Memorial for Neil Armstrong to be held in D.C.

September 13, 2012 3:20:41 AM PDT
A true American hero is set to be honored in Washington Thursday. A public memorial service will be held for Neil Armstrong, the first man to walk on the moon.

Armstrong died last month, at age 82. Services will be held at the national cathedral, but we spoke with the flight director of the mission that put Armstrong on the moon.

By all accounts, Neil Armstrong would not have been comfortable with the tributes which have come since his death. He shunned the label of hero, though that's how he will be memorialized in Washington D.C. on Thursday.

At the Washington National Cathedral, embedded in one window is a rock brought back from the moon by Armstrong and the Apollo 11 astronauts, so it's fitting that one of the pioneers of space who brought that rock back would be given a public memorial there.

Armstrong the man who made history so many years ago. He died August 25 after complications from cardiovascular surgery. He was 82.

"We choose to go to the moon in this decade and do the other things not because they are easy but because they are hard," former President John F. Kennedy said at the Rice University campus.

It was 50 years ago Wednesday that President Kennedy set the U.S. on a course of space exploration.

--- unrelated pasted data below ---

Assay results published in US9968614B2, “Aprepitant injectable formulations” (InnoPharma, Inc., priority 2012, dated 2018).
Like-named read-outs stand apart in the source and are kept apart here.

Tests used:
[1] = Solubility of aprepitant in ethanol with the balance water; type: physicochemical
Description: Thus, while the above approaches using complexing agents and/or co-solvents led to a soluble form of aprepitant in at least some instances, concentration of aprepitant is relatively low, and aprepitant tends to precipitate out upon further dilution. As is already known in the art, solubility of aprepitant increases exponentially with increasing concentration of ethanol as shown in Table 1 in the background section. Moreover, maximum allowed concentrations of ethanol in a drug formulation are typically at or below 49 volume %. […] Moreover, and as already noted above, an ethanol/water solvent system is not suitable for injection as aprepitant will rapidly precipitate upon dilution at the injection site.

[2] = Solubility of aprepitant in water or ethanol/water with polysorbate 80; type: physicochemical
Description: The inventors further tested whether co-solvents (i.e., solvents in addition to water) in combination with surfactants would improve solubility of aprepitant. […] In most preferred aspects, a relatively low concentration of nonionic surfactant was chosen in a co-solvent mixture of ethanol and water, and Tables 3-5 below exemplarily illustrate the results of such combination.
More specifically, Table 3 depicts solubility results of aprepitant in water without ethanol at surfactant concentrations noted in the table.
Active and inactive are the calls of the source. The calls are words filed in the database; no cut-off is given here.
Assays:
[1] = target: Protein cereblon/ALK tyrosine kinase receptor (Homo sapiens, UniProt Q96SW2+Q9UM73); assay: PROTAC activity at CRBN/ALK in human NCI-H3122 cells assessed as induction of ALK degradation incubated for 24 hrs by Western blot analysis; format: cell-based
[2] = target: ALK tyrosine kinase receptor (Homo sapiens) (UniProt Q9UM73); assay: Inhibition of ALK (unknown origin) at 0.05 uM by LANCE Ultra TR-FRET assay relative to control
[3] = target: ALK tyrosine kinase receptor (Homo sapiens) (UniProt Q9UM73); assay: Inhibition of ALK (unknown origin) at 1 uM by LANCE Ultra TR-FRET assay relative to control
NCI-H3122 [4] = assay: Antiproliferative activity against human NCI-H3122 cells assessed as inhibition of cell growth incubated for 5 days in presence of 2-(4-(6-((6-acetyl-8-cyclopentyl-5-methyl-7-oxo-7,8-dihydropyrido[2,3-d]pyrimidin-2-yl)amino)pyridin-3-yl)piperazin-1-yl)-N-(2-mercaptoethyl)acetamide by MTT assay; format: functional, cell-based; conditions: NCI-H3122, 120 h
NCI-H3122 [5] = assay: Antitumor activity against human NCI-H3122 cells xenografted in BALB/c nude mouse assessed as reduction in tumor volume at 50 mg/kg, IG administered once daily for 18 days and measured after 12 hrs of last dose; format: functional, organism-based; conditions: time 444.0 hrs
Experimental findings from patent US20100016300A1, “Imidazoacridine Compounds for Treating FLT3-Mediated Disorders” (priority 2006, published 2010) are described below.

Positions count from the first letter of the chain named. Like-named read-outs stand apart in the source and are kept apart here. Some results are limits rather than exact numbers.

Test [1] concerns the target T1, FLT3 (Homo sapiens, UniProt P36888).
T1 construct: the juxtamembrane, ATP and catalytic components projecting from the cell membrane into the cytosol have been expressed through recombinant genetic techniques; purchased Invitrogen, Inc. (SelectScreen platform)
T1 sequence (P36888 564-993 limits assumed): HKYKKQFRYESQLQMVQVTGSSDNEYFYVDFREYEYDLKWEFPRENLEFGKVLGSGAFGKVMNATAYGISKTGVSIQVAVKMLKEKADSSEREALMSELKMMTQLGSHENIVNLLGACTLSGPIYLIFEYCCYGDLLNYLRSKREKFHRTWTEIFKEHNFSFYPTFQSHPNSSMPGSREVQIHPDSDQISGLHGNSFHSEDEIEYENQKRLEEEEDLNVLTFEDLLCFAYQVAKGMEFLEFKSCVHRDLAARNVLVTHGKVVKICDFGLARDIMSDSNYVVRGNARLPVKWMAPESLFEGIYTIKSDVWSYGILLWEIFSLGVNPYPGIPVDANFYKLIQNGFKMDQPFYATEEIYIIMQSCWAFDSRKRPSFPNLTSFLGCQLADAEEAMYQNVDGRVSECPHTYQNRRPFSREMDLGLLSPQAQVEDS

"One small step for man, one giant leap for mankind," Armstrong said then.

By 1969, the eagle had landed. Armstrong's boot marking on the moon the first human footstep.

"We lost a tremendous human being. We lost a man who knew what he wanted to do," Apollo 11 flight director Christopher Kraft said.

Armstrong was a private man but Kraft knew him as well as anyone. As NASA's first manned space flight director and director of flight operations during Apollo 11, it was Kraft who suggested Armstrong take that first step on the moon, not Buzz Aldrin.

"We knew what he wanted to do, we knew how good he was at accomplishing whatever he set out to do and whatever we set out to do," Kraft said.

It wasn't till 25 years later that the two talked privately about what they'd accomplished. Armstrong, Kraft notes, was unusually humble. That humility not found often among men who were daring to go where no one had gone before.

"I didn't see that happen very often in astronauts," Kraft said. "He believed in the team, he believed in the people behind him."


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